Date of Award


Degree Name

MS in Biomedical Engineering


Biomedical and General Engineering


College of Engineering


Michael Whitt

Advisor Department

Biomedical and General Engineering

Advisor College

College of Engineering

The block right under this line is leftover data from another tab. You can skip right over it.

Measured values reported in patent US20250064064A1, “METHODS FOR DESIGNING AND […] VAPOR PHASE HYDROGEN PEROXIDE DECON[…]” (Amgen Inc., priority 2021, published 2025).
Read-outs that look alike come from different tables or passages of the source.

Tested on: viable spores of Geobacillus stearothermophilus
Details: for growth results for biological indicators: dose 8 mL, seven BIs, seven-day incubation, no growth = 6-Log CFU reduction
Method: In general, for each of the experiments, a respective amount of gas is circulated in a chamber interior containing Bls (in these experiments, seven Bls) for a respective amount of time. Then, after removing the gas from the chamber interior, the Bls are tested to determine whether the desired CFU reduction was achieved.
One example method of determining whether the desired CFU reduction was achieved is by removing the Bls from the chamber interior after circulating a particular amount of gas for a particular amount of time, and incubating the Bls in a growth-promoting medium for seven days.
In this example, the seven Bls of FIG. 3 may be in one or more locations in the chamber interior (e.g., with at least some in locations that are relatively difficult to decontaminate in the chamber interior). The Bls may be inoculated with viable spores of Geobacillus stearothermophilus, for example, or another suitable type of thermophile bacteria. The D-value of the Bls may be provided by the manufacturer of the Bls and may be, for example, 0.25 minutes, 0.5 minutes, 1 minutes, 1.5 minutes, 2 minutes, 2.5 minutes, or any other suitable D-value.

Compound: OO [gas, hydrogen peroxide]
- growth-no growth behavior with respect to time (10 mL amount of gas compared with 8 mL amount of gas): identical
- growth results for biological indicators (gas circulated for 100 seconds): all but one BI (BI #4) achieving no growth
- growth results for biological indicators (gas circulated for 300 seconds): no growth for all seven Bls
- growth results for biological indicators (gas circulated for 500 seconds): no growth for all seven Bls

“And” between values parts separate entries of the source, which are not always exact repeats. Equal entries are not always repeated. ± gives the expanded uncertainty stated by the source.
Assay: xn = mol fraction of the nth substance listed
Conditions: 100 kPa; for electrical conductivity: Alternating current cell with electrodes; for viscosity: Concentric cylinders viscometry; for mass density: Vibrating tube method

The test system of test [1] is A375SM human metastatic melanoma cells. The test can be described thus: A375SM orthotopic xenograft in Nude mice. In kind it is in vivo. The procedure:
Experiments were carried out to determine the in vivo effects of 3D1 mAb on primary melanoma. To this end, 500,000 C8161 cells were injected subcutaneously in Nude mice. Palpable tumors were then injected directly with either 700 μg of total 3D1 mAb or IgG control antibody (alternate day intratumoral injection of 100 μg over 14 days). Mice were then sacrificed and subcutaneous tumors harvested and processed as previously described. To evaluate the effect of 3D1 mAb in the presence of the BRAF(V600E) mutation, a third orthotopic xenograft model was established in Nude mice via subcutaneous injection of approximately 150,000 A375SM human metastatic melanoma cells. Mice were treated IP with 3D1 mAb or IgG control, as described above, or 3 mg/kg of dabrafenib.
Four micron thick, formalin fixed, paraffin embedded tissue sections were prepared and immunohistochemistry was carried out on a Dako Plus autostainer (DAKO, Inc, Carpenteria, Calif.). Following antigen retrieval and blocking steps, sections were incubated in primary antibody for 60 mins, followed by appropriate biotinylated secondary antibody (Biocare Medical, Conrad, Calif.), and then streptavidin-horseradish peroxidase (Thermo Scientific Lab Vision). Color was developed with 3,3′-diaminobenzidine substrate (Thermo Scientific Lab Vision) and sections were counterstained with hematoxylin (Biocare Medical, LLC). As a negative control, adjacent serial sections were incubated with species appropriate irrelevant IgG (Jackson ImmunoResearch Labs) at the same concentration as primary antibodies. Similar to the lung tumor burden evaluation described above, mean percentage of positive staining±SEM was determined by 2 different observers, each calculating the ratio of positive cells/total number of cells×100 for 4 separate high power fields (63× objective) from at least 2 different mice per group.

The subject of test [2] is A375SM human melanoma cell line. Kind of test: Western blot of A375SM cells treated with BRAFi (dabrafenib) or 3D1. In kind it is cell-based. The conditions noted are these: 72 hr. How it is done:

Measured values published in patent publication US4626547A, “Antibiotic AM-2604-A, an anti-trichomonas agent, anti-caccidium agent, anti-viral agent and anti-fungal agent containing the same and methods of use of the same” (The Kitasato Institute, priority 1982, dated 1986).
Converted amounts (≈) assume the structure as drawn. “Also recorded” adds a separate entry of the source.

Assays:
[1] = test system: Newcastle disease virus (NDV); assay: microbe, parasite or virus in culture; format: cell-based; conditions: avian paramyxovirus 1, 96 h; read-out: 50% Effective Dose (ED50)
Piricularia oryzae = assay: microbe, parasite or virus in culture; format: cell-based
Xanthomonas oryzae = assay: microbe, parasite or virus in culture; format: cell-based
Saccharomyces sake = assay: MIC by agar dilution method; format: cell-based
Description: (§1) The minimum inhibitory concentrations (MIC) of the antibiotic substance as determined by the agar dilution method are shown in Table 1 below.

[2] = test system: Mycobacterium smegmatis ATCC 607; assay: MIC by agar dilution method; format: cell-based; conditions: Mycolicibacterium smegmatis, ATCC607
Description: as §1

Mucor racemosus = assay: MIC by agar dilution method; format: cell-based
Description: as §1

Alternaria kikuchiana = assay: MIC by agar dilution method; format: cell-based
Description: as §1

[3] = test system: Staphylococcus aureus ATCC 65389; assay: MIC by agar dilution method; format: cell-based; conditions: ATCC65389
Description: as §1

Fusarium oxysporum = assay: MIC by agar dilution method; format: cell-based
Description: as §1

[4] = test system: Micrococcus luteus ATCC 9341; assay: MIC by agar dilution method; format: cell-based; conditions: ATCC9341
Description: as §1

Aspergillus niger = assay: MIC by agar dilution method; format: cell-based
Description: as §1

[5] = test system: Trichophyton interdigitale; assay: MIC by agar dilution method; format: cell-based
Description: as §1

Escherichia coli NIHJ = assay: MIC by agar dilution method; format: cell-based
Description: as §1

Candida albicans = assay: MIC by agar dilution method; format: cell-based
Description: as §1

With the high mortality rate of cardiovascular disease, it is important to study the early signs. The early detection of cardiovascular disease can lead to saved lives. Currently the most prevalent detection methods are the Framingham Risk Score and the carotid intima media thickness, both of which are insufficient. The necessary tool for early detection requires a uniform quantification system. The stimulus leading to endothelial dysfunction, the most significant predictor of a major adverse cardiovascular event (MACE)—and subsequently subclinical atherosclerosis—is reduced shear stress. Increased surface relative roughness affects the flow profile transition from laminar to turbulent resulting in reduced shear rate. The relationship between the shear stress and the relative roughness was studied using a computer model for fluid flow. A model of the brachial artery was generated to study its hemodynamics. Roughness values for both laminar and turbulent flow were calculated to use with the governing equations programmed in COMSOL Multiphysics. With all other factors remaining constant in the model, the roughness values were changed. From the model profile plots, line graphs, and numeral data are generated. This data provides information about how the shear stress and the shear rate change with respect to the relative roughness value. The models with different wall boundary conditions—slip versus Navier slip—were unable to be directly compared due to the differences in value magnitude. When the flow profile transitions from laminar to turbulent, there is a corresponding drop in both the shear stress and the shear rate values. Additional testing is required to determine a critical relative roughness value for this change in cumulative shear.